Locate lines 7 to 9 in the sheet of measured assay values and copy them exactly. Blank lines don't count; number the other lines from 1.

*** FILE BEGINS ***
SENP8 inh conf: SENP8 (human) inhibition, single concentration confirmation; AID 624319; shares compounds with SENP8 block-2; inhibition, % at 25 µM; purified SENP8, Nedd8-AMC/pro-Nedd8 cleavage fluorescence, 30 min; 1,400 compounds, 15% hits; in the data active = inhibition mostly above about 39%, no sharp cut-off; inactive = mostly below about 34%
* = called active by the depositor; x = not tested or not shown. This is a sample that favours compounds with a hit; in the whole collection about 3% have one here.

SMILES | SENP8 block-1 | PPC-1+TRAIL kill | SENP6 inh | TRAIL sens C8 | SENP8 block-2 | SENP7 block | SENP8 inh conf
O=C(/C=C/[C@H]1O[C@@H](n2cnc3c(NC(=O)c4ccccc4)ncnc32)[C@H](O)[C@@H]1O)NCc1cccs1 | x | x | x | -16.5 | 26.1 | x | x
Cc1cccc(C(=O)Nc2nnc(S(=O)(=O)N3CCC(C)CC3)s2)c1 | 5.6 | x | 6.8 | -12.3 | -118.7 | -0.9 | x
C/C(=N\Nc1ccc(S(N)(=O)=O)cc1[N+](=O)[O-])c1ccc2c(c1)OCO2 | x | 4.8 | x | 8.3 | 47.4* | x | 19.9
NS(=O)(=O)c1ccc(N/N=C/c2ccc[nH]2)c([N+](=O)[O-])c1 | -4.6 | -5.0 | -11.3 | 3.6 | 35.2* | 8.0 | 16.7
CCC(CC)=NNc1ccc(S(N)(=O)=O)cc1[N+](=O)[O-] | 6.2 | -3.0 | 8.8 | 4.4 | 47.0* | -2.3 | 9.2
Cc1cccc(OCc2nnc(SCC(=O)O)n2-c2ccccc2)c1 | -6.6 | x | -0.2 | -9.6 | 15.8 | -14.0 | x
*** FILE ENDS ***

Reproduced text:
NS(=O)(=O)c1ccc(N/N=C/c2ccc[nH]2)c([N+](=O)[O-])c1 | -4.6 | -5.0 | -11.3 | 3.6 | 35.2* | 8.0 | 16.7
CCC(CC)=NNc1ccc(S(N)(=O)=O)cc1[N+](=O)[O-] | 6.2 | -3.0 | 8.8 | 4.4 | 47.0* | -2.3 | 9.2
Cc1cccc(OCc2nnc(SCC(=O)O)n2-c2ccccc2)c1 | -6.6 | x | -0.2 | -9.6 | 15.8 | -14.0 | x